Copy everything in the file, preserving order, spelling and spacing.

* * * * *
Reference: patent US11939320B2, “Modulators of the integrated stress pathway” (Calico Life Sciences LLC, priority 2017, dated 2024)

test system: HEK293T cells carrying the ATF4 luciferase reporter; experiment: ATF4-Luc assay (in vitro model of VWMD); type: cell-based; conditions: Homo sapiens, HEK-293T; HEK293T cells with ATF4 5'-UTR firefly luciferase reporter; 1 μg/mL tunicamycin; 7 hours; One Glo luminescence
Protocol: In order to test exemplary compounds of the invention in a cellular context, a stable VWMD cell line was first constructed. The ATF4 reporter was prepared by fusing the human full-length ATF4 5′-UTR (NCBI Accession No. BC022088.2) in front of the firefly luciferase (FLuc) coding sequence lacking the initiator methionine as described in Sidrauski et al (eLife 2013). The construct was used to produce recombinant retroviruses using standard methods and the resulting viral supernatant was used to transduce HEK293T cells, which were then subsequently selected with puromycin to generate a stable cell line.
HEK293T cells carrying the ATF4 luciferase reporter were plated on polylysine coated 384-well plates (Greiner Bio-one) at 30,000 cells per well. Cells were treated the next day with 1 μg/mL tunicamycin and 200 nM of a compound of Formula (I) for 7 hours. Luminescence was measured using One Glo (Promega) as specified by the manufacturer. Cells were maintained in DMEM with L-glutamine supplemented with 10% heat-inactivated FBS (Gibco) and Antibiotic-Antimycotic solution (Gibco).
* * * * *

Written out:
Reference: patent US11939320B2, “Modulators of the integrated stress pathway” (Calico Life Sciences LLC, priority 2017, dated 2024)

test system: HEK293T cells carrying the ATF4 luciferase reporter; experiment: ATF4-Luc assay (in vitro model of VWMD); type: cell-based; conditions: Homo sapiens, HEK-293T; HEK293T cells with ATF4 5'-UTR firefly luciferase reporter; 1 μg/mL tunicamycin; 7 hours; One Glo luminescence
Protocol: In order to test exemplary compounds of the invention in a cellular context, a stable VWMD cell line was first constructed. The ATF4 reporter was prepared by fusing the human full-length ATF4 5′-UTR (NCBI Accession No. BC022088.2) in front of the firefly luciferase (FLuc) coding sequence lacking the initiator methionine as described in Sidrauski et al (eLife 2013). The construct was used to produce recombinant retroviruses using standard methods and the resulting viral supernatant was used to transduce HEK293T cells, which were then subsequently selected with puromycin to generate a stable cell line.
HEK293T cells carrying the ATF4 luciferase reporter were plated on polylysine coated 384-well plates (Greiner Bio-one) at 30,000 cells per well. Cells were treated the next day with 1 μg/mL tunicamycin and 200 nM of a compound of Formula (I) for 7 hours. Luminescence was measured using One Glo (Promega) as specified by the manufacturer. Cells were maintained in DMEM with L-glutamine supplemented with 10% heat-inactivated FBS (Gibco) and Antibiotic-Antimycotic solution (Gibco).